GETH, the native asset powering the Ethereum testnet Goerli, is soaring. And that’s a problem.
The testnet token peaked at $1.60 on Saturday and is now trading, according to CoinGecko, at about $0.31—and the fact that a testnet currency is even listed on price-tracking sites is indicative that something has gone wrong.
More importantly, though, developers are now turning away from testing their apps on it due to the new costs.
Ethereum developer Marius van der Wijden told Decrypt that the problem isn't new, saying that after almost a year of discussions on how to fix the GETH supply, the easiest solution is to let Goerli "slowly die."
"That's the intention with all testnets, they should live for a few years," van der Wijden said. "Afterwards it becomes increasingly hard to sync them, so it's not of much use."
According to him, the plan is to slowly phase out Goerli while moving users to the Sepolia testnet—which is already running but as a permissioned chain and not yet open for anyone to run a validator node.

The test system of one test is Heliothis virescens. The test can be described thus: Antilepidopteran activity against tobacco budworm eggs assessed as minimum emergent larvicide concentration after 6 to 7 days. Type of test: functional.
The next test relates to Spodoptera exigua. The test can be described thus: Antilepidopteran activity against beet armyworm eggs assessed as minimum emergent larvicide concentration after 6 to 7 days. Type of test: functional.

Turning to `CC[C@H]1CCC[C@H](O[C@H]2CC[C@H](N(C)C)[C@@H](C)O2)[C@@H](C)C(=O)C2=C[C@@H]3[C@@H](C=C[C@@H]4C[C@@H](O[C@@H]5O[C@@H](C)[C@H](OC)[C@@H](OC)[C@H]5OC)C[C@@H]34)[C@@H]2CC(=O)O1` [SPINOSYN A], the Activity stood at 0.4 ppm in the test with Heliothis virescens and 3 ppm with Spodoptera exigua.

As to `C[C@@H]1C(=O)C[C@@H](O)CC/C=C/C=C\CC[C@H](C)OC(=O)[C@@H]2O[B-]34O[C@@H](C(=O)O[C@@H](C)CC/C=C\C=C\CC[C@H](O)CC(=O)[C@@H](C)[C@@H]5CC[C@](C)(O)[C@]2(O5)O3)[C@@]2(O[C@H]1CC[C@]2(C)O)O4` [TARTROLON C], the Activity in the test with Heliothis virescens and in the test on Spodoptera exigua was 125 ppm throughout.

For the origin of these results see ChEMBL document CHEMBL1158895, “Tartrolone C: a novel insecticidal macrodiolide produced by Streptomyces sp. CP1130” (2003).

Launched in 2019, Goerli is one of several Ethereum testnets that lets developers safely test their code before deploying them on the Ethereum mainnet. To make the testnet environment as real as possible, it also needed a native gas token. That gas token was freely trickled out via so-called faucets and from validators keeping the testnet alive.
To speed up distribution to developers, crypto project LayerZero enabled trading between mainnet and Goerli to help developers. This move had the side effect of turning GETH into the subject of rampant speculation.
As for alternatives, other Ethereum developers, such as Tim Beiko, are proposing a new testnet called Holli, which aims to make it easier for developers to acquire testnet ETH and reduce the need for a secondary market.